Tsunami of Change
We, as a species, have been through many changes throughout history and for the most part, change has worked as an agent for progress. And for some reason, change seems to behave like a wave. Just like those big waves we see on Hawaiian beaches, they first build up, then hit the shore with force after which there seems to be a short period of calm and quiet until the next wave starts to build up again.
Some would argue that changes civilized societies went through have produced casualties though I'm just not sure if "casualty" is the right word for it because I think in almost all instances, the writing is on the wall but who's reading it?
I don't think I need to convince anyone that we are, yet again, going through another change, both in business and society.
Retail Sector and Amazon.com
We hear that many retailers are struggling to survive. Some shopping malls are closing and yet Amazon and some other online retailers like AliBaba and Rakuten are thriving. I've heard some people take an accusatory tone with Amazon as if the success of this one company is the reason why a lot of retailers are going out of business. I'm certain that some would be willing to blame it all on Amazon.
I don't see Amazon as the "wave" so to speak. I see it more like the surfer riding the wave. Had Amazon not come along, would there not be another successful online retailer with the vision and the ability to see opportunities along the way and take action to capitalize on them? That's same as saying, if it wasn't for Thomas Edison, we wouldn't have electricity today or if Christopher Columbus had not risked his life to discover new lands and prove that earth was not flat with monsters on its edge, the United States would not exist today. I think this limited and limiting thinking is the main reason for casualties. Unlike some, I would blame our tendency to want to stay in our comfort zones, rather than lack of resources or some other external factors.
Steve Jobs, iPod and iTunes
As they say, hindsight is 20/20. Mix the following ingredients and you get a revolution in the music industry: Steve Jobs, Apple, iPod and iTunes. There is, however, a really interesting lesson here.
There was one company uniquely positioned to revolutionize the music industry and it was not Apple. This company had all the necessary elements to start a wave of change in how people bought and enjoyed music but it did not. This company was Sony.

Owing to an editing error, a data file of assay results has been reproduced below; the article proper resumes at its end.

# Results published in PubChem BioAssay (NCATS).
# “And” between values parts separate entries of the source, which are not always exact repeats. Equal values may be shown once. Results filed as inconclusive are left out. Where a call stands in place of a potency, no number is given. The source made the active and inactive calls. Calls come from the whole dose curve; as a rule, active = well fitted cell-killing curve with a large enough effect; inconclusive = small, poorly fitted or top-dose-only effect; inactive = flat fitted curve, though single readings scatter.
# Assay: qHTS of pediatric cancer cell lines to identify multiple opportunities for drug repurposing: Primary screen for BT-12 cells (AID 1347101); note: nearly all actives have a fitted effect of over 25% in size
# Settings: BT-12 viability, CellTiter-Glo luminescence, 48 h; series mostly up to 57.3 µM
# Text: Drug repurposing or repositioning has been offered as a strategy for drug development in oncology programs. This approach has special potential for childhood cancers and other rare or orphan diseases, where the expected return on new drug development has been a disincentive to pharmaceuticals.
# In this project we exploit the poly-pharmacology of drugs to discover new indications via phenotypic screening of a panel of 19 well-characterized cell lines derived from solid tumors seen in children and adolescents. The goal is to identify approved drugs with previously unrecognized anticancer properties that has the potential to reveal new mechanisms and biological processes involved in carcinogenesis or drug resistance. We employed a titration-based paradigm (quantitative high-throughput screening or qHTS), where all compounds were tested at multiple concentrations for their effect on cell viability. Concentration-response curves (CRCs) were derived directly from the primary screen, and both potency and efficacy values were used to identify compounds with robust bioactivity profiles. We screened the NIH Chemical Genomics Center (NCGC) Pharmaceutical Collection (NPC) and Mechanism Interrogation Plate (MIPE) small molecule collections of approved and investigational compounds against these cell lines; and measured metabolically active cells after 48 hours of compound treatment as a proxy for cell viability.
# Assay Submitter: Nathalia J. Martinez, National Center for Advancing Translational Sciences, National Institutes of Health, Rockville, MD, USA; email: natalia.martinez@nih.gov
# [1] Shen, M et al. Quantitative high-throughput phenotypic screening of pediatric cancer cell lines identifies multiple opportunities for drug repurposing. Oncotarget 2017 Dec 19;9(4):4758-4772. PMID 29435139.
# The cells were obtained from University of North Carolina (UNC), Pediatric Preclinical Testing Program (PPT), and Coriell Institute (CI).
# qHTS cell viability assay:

Here's why Sony was uniquely positioned to start the wave: through its Sony Electronics division, the company had the expertise to build the necessary devices to bring music to millions. As a matter of fact, this is exactly what Sony had done in the late 70s with the Walkman. What's more important is that without the "music" one could not revolutionize the music industry and through its Sony Music and Entertainment division, the company had contracts with the most popular musicians and the legal rights to distribute and sell their music. Arguably, no other company had these two critical components which gave Sony an incredible advantage over anyone else.
So, why did Sony miss this opportunity? Here’s my argument: there was a trend in business in the 80s and 90s to create “profit centers” in companies. This is exactly what Sony had done by creating these mostly autonomous divisions that worked for their own individual success. Both Sony Electronics and Sony Music and Entertainment had their own CEOs and management teams that focused on maximizing their own profits. This is where Steve Jobs did something extraordinary for its time. He argued that there was one Apple and all its internal divisions should work together for its success.
Interestingly, in an interview, Steve Jobs indicated that the most difficult thing he dealt with was not creating the iPod or iTunes but convincing record label executives that it was time for a change!